Submitted by purplegrrl on
I'm hoping for feedback on how to better supervise one of the 3 people who report to me.
I am a High I on the DISC, and ENFP/J on the MBTI, a very big-picture thinker who is outgoing, a quick thinker, and enjoys coming up with new ideas. On the downside, I am often too empathetic and not assertive enough. I can be impulsive, overly emotional/anxious, and too easily persuaded. I work extremely quickly and have a lot of energy to get things done. At my worst, I don't have enough self-awareness, and realize that someone else has frustrated me, only after I've snapped at them.
One of my directs is most likely a high D with a lot of Conscientiousness. She is really a solid right-hand person, and is a good counterbalance for me in that she is very practical and detail-oriented, and focuses on quality where I focus on quantity. However, she has a *lot* of strongly-held opinions and often states them, publicly, and in a very decisive manner, typically about how some process or procedure or office operations "should" be done. The way she states these things is very assertive, even aggressive, and I find myself becoming annoyed that she feels she needs to question why we do every little thing in the unit, and seems to think she deserves an explanation or justification about why they should be that way. She has also been open about telling me (confidentially) that she doesn't think I'm holding other staff to the same standards; giving me tons of feedback on my management style (in a way that is helpful and not insubordinate, but just a *lot* of feedback).
I find myself doing a knee-jerk agreement with her forceful suggestions, then realizing later that I didn't actually agree with her, then finding myself becoming really annoyed with her. I have given her feedback that I would prefer that she take a softer and less agressive tone with me, and it's helped for a little while, but only for a while.
It's not the worst situation, but I am becoming frustrated that she feels entitled to question every policy or procedure or say that things need to be done a different way than they are. When I disagree with her, she can become emotional and even sarcastic, which is really not something I feel I should put up with.
What I think I need is a "script" I can use to help her see that I'm taking her suggestions into consideration but I have my reasons not to always change things to "her" way.
I also need help figuring out how to give feedback on nonverbal communication which I perceive as sarcastic (not quite insubordinate, but just unpleasant).
I'm right there with you. Also a High I with similar (ESFP) preferences in the MBTI world. This response is wordy and I've tried to address each point that you've brought up.
In the past, I've had success encouraging the postive intent while re-framing the behavior. Strongly held and publicly voiced opinions often indicate engagement and a desire for improvement. You might say something along the lines of:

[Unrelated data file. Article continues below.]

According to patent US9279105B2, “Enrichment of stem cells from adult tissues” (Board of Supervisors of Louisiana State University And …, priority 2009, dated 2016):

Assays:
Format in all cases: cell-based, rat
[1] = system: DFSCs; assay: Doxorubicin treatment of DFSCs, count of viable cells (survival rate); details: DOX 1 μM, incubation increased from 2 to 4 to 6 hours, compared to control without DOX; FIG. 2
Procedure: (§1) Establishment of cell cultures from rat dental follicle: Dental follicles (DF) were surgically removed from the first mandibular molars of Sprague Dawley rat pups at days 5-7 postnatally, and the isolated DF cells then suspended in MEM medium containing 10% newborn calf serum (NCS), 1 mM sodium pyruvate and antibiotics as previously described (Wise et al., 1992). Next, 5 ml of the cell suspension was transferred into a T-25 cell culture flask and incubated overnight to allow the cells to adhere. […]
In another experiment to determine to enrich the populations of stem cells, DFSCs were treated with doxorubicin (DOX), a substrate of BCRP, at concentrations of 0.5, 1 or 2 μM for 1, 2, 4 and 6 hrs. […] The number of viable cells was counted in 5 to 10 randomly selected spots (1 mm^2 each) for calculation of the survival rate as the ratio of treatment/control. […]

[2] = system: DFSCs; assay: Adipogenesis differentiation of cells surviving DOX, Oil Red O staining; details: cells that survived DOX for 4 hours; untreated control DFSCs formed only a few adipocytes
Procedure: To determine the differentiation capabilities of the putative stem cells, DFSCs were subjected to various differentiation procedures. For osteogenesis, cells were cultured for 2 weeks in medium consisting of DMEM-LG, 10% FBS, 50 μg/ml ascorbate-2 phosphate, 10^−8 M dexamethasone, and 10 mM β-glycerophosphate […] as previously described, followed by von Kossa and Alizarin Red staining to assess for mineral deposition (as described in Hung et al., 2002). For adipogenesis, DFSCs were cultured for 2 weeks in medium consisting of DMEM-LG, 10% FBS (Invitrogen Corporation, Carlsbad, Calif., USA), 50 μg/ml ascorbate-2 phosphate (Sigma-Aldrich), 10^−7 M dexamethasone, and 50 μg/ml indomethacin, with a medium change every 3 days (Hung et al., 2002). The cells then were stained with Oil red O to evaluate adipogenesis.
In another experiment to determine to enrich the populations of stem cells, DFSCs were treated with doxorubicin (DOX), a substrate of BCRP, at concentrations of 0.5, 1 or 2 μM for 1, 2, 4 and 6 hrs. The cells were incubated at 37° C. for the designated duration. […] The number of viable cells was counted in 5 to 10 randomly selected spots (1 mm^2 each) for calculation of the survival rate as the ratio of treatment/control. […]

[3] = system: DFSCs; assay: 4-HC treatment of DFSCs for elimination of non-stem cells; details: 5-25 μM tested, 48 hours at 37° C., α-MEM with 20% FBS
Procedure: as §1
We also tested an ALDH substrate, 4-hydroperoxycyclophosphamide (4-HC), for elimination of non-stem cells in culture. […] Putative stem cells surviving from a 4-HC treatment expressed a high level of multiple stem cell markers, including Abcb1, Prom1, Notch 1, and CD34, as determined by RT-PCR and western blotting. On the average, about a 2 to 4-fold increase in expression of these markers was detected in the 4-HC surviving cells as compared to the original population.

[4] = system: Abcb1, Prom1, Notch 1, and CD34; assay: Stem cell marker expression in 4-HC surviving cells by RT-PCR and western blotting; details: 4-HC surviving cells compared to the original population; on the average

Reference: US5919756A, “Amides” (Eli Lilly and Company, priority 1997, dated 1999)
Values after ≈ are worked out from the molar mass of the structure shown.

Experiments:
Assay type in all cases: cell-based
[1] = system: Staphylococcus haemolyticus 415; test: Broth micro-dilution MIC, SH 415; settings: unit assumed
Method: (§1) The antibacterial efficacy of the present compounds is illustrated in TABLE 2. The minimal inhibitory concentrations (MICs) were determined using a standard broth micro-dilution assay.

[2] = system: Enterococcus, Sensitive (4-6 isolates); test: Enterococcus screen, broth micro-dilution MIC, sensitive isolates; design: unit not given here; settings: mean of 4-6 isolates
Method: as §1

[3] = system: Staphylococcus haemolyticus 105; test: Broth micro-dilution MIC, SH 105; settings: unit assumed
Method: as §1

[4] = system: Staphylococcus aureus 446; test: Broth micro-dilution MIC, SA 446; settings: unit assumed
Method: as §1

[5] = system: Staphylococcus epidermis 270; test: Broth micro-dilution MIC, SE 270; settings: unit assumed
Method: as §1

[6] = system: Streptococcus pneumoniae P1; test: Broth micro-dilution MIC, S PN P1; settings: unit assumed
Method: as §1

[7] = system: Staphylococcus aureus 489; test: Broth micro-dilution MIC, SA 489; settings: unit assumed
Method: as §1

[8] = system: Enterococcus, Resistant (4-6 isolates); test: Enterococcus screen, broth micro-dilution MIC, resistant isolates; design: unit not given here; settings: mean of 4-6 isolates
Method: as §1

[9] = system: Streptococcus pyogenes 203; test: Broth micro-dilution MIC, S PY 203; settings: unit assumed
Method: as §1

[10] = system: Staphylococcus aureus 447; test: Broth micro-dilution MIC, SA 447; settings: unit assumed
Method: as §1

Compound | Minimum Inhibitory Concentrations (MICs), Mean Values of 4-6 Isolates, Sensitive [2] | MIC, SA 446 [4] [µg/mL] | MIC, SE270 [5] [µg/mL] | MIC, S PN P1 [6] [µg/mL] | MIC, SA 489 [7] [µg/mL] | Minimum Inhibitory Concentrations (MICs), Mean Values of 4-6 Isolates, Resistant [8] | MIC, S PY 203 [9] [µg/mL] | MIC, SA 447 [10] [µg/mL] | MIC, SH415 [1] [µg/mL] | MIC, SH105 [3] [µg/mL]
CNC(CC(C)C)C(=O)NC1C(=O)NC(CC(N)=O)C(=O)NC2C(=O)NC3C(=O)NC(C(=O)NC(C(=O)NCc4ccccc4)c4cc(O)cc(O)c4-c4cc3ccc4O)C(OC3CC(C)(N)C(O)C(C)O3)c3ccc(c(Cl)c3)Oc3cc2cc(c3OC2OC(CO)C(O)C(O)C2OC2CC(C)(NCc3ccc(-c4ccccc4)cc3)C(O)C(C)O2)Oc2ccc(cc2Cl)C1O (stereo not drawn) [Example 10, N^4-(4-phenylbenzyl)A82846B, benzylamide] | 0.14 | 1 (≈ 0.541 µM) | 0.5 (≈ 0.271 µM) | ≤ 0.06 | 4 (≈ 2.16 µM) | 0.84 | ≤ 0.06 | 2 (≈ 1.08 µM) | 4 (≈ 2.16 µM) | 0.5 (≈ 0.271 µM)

Denise, you have so many ideas of how we can make things better around here. I can't tell you how much I appreciate the sheer number of suggestions that you come up with and I'd like to share some additional context with you. Specifically, I want to help you understand which ideas are most viable and how you can best present them in a way that is likely to to generate support and actually see them implemented.
The goal here is to encourage idea generation and moderate the way in which those ideas are put forth so that the delivery is less disruptive. Once she's practiced a smoother public delivery, I'd recommend throwing your weight behind an exceptionally good suggestion that you can help get implemented. Explicit support for your direct's idea and a "win" will reinforce the desired behavior, demonstrate trust, and improve the relationship.
With respect to her feedback on your management style, how you manage your other directs is none of her business. You're responsible for an individualized approach to each of your directs. Steer the conversation back to her and perhaps open a discussion about her preferences and how you can adapt your style to be most effective with her.
The knee-jerk agreement is an easy trap to fall into for those of us inclined to please people and facilitate agreement. Resist the urge and embrace the discomfort. Try phrases like Thanks for sharing that or I can see why that would frustrate you. One of my go-tos is That's an interesting suggestion. Let me think on it and we'll re-visit it [during our next 1 on 1].
Take it seriously, write it down, and make sure that you do actually revisit it. That can give you the time and that you need to reflect and consider all angles before committing to an action. If there's a valid objection to what she's looking to do, you can share the context with her and invite her to participate in overcoming or working around the objection.
For the last part, remember the different types of behavior: The words we say, how we say them, our facial expressions, our body language, and our work product. Verbal and nonverbal communciation, therefore, is behavior and the standard MT feedback model is perfect when you've gotten to the point of rolling out negative feedback:
Hey Denise, can I give you some feedback? When you roll your eyes and shift your attention to the laptop after I've announced a change in process, it sends a signal that you're not fully supportive and makes it harder for the rest of the team to get on board. Will you change that going forward?
I know that's a lot and I hope that at least some of it is helpful.
IF you can do direct communitcation with confrontation about everything that would be the best solution.
nothing will be changed unless you change and show to others whatever annoy you.
all the best